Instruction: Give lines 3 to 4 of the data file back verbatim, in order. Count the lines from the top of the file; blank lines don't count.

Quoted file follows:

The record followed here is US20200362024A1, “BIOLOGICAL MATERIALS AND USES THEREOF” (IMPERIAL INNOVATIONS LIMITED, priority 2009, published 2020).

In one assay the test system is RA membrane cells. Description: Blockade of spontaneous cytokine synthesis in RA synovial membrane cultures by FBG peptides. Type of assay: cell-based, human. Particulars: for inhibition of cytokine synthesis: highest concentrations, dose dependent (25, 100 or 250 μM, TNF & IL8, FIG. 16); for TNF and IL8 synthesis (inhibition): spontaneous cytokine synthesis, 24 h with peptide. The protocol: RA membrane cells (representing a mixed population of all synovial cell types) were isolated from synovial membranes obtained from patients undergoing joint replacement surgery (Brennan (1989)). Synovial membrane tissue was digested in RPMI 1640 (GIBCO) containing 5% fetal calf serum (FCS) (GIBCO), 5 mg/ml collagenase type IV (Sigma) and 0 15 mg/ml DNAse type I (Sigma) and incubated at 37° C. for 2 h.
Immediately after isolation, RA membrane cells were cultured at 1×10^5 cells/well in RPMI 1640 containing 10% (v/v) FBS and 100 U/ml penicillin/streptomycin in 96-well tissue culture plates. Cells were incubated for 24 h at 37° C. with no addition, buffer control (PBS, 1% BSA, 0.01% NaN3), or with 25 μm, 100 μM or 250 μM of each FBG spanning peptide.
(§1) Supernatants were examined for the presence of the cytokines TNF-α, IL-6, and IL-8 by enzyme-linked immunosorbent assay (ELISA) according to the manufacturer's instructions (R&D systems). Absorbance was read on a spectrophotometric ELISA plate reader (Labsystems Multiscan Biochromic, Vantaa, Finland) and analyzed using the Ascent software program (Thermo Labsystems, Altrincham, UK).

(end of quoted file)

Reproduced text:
Immediately after isolation, RA membrane cells were cultured at 1×10^5 cells/well in RPMI 1640 containing 10% (v/v) FBS and 100 U/ml penicillin/streptomycin in 96-well tissue culture plates. Cells were incubated for 24 h at 37° C. with no addition, buffer control (PBS, 1% BSA, 0.01% NaN3), or with 25 μm, 100 μM or 250 μM of each FBG spanning peptide.
(§1) Supernatants were examined for the presence of the cytokines TNF-α, IL-6, and IL-8 by enzyme-linked immunosorbent assay (ELISA) according to the manufacturer's instructions (R&D systems). Absorbance was read on a spectrophotometric ELISA plate reader (Labsystems Multiscan Biochromic, Vantaa, Finland) and analyzed using the Ascent software program (Thermo Labsystems, Altrincham, UK).